The Facebook "I voted" button has been a digital election tradition since 2008. Given that millions of people who clicked the button at a rate of 358,000 people per hour, there's an argument to be made that Facebook could boost voter turnout.
As Vox reported, voters who saw the button in 2010 were more likely to click the button if they saw their friends had (boosting the odds about .39 percent, according to a 2010 study). As the Atlantic reported this week, social media might provide the nudge to vote that could, in theory, change the course of an entire election.
Take the 2000 election. Harvard professor Jonathan Zittrain theorized that because George W. Bush won by a narrow margin of 537 votes, social media could have made all the difference — if it had existed.
While these are arguably positive aspects to the use of social media to get people to engage in their civil liberties, what's less clear is how and to what degree Facebook might use this data to potentially manipulate voting choices.
In theory, Mother Jones writer Micah L. Sifry argued, Facebook might not only be able to get people to vote — it might one day be able to get people to vote for a candidate of its choice. Sifry pointed specifically to a 2012 Facebook experiment in which a Facebook scientist admitted to "tweaking" the feeds of 1.9 million Facebook users so that news stories shared between friends were at the top of their feeds, making them more likely to see it.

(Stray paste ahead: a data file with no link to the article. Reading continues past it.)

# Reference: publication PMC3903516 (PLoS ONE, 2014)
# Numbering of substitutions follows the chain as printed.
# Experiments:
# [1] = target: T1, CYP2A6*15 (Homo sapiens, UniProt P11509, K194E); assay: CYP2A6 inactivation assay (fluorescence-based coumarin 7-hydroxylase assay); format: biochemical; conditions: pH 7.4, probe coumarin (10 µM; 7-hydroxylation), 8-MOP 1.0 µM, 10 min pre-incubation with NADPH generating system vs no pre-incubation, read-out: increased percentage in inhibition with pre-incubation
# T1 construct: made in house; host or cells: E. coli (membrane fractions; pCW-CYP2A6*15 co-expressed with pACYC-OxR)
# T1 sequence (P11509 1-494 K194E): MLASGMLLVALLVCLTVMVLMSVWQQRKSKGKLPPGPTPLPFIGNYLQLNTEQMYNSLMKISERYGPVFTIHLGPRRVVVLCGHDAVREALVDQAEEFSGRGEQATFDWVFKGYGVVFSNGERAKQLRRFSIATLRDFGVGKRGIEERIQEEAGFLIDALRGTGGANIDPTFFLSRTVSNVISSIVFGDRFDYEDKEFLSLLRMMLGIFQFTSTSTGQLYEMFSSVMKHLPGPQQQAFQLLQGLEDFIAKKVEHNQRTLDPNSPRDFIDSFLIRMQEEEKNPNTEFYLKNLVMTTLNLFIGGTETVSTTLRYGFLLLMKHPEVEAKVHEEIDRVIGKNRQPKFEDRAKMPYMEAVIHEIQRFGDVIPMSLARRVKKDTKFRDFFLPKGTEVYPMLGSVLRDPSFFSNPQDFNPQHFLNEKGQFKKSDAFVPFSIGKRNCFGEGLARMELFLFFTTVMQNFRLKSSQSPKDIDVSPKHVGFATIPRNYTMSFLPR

After the election, Facebook then found that among the 1.9 million experimented on, the number of people who self-reported voting saw a 3 percent boost.
"While Facebook has been developing and promoting (the 'I voted' button), it has also been quietly conducting experiments on how the company's actions can affect the voting behavior of its users," Sifry wrote. "(Facebook's) unseen intervention boosted voter turnout by 3 percent."
The lack of transparency on Facebook's part, the Atlantic's Robinson Meyer wrote, is cause for concern.
"Facebook, frankly, may be altering elections already," Meyer argued. "Facebook can already figure out so much about us … the company could easily combine that tranche of data with selective deployment of its “I Voted” button and tilt an election. Just make certain populations more likely to see the button, and, ta-da: modification managed."
And with government requests for Facebook user data rising by 24 percent just in the last year, social media users might want to think twice before telling Facebook about performing their patriotic duty.